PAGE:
3. Jews and Christians share an immense spiritual patrimony, flowing from God’s self-revelation. Our religious teachings and our spiritual experience demand that we overcome evil with good. We remember, but not with any desire for vengeance or as an incentive to hatred. For us, to remember is to pray for peace and justice, and to commit ourselves to their cause. Only a world at peace, with justice for all, can avoid repeating the mistakes and terrible crimes of the past.

As Bishop of Rome and Successor of the Apostle Peter, I assure the Jewish people that the Catholic Church, motivated by the Gospel law of truth and love and by no political considerations, is deeply saddened by the hatred, acts of persecution and displays of anti-Semitism directed against the Jews by Christians at any time and in any place. The Church rejects racism in any form as a denial of the image of the Creator inherent in every human being (cf. Gen 1:26).

4. In this place of solemn remembrance, I fervently pray that our sorrow for the tragedy which the Jewish people suffered in the twentieth century will lead to a new relationship between Christians and Jews. Let us build a new future in which there will be no more anti-Jewish feeling among Christians or anti-Christian feeling among Jews, but rather the mutual respect required of those who adore the one Creator and Lord, and look to Abraham as our common father in faith (cf. We Remember, V).

The world must heed the warning that comes to us from the victims of the Holocaust and from the testimony of the survivors. Here at Yad Vashem the memory lives on, and burns itself onto our souls. It makes us cry out:

“I hear the whispering of many – terror on every side! – But I trust in you, O Lord; I say, ?You are my God’.” (Ps 31:13-15).

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Why John Paul the Great?

* Ecclesia de Eucharistia (17 April 2003)

* Fides et Ratio (14 September 1998)

* Ut Unum Sint (25 May 1995)

* Evangelium Vitae (25 March 1995)

* Veritatis Splendor (6 August 1993)

* Centesimus Annus (1 May 1991)

* Redemptoris Missio (7 December 1990)

* Sollicitudo Rei Socialis (30 December 1987)

* Redemptoris Mater (25 March 1987)

* Dominum et Vivificantem (18 May 1986)

* Slavorum Apostoli (2 June 1985)

* Laborem Exercens (14 September 1981)

* Dives in Misericordia (30 November 1980)

* Redemptor Hominis (4 March 1979)

(All of these and more available at this website)

The Jeweler's Shop

The Place Within

Be Not Afraid

Gift and Mystery

Rise, Let Us Be On Our Way

Memory and Identity

The fall of the Soviet Empire

The forgiveness to a would-be assassin

World Youth Days

More that 100 trips worldwide spreading the truth of the Gospel of Jesus Christ, the peace that it promises, and the message of the essential dignity of the human person

The Speech at Yad Vashem

Theology of the Body

The dignity of the human person

Humility, charity, meekness, boldness, magnificence (see Disputations), kindness, openness, determination, courage

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An Artistic Offering for Pope John Paul the Great

At Notes Mr. Wong offers an artisitc tribute to Pope John Paul the Great. (Warning, you need Java installed and operational to see it, and it may cause problems with some browsers--but it is well worth your time.)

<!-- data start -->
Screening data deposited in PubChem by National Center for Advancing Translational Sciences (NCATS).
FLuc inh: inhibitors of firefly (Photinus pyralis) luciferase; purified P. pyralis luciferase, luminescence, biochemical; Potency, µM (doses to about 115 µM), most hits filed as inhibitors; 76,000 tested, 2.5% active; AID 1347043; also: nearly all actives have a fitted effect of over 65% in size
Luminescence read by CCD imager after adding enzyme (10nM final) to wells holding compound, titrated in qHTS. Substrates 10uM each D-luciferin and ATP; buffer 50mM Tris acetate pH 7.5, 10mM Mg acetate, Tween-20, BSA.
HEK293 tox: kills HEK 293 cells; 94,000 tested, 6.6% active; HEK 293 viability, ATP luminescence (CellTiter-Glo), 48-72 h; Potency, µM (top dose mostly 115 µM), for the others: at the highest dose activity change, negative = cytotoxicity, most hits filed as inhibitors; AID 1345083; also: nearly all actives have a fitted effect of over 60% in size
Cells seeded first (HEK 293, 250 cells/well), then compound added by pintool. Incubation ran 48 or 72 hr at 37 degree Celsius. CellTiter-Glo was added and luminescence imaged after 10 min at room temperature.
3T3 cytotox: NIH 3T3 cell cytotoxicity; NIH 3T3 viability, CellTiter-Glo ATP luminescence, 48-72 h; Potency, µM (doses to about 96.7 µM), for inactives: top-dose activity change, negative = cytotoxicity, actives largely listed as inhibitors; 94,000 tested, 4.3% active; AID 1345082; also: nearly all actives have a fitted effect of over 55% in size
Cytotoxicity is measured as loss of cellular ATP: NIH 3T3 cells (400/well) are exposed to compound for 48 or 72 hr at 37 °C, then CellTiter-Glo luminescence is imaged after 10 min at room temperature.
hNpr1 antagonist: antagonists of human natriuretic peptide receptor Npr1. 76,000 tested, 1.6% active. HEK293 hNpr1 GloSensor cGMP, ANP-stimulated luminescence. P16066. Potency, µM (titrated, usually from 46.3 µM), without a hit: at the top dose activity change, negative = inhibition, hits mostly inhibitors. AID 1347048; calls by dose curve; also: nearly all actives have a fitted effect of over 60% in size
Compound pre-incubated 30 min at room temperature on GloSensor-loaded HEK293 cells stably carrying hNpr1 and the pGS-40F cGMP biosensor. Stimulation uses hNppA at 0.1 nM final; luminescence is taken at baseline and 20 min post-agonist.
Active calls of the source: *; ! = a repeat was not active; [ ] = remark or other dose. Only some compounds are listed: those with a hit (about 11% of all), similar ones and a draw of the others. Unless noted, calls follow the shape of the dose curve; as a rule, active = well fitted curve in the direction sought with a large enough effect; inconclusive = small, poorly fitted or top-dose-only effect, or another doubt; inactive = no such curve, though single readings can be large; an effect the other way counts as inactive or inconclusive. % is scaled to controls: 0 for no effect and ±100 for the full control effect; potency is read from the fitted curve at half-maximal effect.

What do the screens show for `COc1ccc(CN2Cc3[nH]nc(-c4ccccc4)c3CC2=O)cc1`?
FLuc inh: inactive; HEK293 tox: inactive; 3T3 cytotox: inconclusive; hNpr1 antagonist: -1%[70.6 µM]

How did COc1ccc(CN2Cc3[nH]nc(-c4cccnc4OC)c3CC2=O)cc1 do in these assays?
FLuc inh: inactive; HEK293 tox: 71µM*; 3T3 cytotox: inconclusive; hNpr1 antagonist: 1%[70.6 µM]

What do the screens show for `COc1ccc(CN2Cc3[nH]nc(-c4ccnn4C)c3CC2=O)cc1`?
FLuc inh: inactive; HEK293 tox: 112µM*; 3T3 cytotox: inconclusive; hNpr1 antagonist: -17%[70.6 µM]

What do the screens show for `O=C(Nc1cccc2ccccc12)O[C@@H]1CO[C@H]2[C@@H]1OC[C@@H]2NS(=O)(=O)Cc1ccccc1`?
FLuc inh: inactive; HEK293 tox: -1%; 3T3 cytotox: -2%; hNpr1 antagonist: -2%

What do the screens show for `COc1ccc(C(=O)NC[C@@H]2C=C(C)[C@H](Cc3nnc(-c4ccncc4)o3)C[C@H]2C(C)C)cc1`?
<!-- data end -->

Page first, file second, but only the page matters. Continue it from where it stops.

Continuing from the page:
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Pope John Paul the Great under the Cross

from Rise, Let Us Be On Our Way
Pope John Paul the Great

"Cross of Christ, may you be forever praised, forever blessed, you are the course of strength and courage, our victory lies in you." I never put on my episcopal pectoral Cross carelessly; I walways accompany this gesture with a prayer. It has been resting on my chest, beside my heart for more than forty-five years. To love the Cross is to love sacrifice. The martyrs are a model for this type of love, for example Bishop Michal Kozal. He was ordained a bishop on August 15, 1939, two weeks before the outbreak of war. He never left his flock even though he knew what price he would have to pay. He died in the Dachau concentration camp, where he was a model and an inspiration to the priests amond his fellow prisoners.

And, while tempted, John Paul the Great never left his flock. He does not leave us now. Be not afraid. Make his exhortation your banner. This great man prays for us to the Father in Heaven. There can be no fear because perfect love casts out fear. Be not afraid. God is with us. John Paul the Great is with God. May his prayers grant us faithful guidance.

Oh God, you have taken from us one of the great shepherds of the Church. May your Holy Spirit grant us a new shepherd whose heart is as loving, as expansive, as encompassing as that of your great servant. We praise you, we thank you, most Holy God, for the gift you have given us in the love of this man. We are eternally thankful for your gift to us of this great man. Grant that we all may live to be an honor to him. May his legacy raise up many Saints to you.

Thank you, Lord. Thank you. Thank you for giving John Paul the Great to us. Thank you for receiving him back. Thank you for his prayers for us. Thank you.

Oh Lord, we miss him. Thank you for being our assurance of salvation. Thank you for being his Friend. Thank you for being our comfort in this loss. Thank you for all that you give us.

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Apparently I Am Linked to the Outside World Again

So you will find the comments of a number of cranks and detractors. Ignore them. I will do nothing about them. In a way, it gives voice to their own grief and turmoil. The great Pope would welcome these as well and love them as he loved all. Nothing will detract from the greatness of this man--no opinion to the contrary, no human opposition.